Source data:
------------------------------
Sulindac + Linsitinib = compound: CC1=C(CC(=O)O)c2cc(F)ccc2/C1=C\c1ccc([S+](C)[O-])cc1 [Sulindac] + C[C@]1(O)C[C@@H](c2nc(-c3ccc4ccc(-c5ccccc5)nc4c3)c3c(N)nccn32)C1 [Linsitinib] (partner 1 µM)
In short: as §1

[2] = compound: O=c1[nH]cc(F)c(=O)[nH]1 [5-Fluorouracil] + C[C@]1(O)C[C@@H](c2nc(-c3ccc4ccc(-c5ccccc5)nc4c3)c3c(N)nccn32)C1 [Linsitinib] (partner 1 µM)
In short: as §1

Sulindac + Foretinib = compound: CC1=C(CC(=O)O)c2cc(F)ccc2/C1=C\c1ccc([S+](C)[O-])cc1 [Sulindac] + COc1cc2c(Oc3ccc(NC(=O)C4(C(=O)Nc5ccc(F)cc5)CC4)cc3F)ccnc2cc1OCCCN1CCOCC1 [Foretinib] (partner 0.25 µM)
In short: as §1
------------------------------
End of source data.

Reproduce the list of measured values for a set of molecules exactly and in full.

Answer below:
Sulindac + Linsitinib = compound: CC1=C(CC(=O)O)c2cc(F)ccc2/C1=C\c1ccc([S+](C)[O-])cc1 [Sulindac] + C[C@]1(O)C[C@@H](c2nc(-c3ccc4ccc(-c5ccccc5)nc4c3)c3c(N)nccn32)C1 [Linsitinib] (partner 1 µM)
In short: as §1

[2] = compound: O=c1[nH]cc(F)c(=O)[nH]1 [5-Fluorouracil] + C[C@]1(O)C[C@@H](c2nc(-c3ccc4ccc(-c5ccccc5)nc4c3)c3c(N)nccn32)C1 [Linsitinib] (partner 1 µM)
In short: as §1

Sulindac + Foretinib = compound: CC1=C(CC(=O)O)c2cc(F)ccc2/C1=C\c1ccc([S+](C)[O-])cc1 [Sulindac] + COc1cc2c(Oc3ccc(NC(=O)C4(C(=O)Nc5ccc(F)cc5)CC4)cc3F)ccnc2cc1OCCCN1CCOCC1 [Foretinib] (partner 0.25 µM)
In short: as §1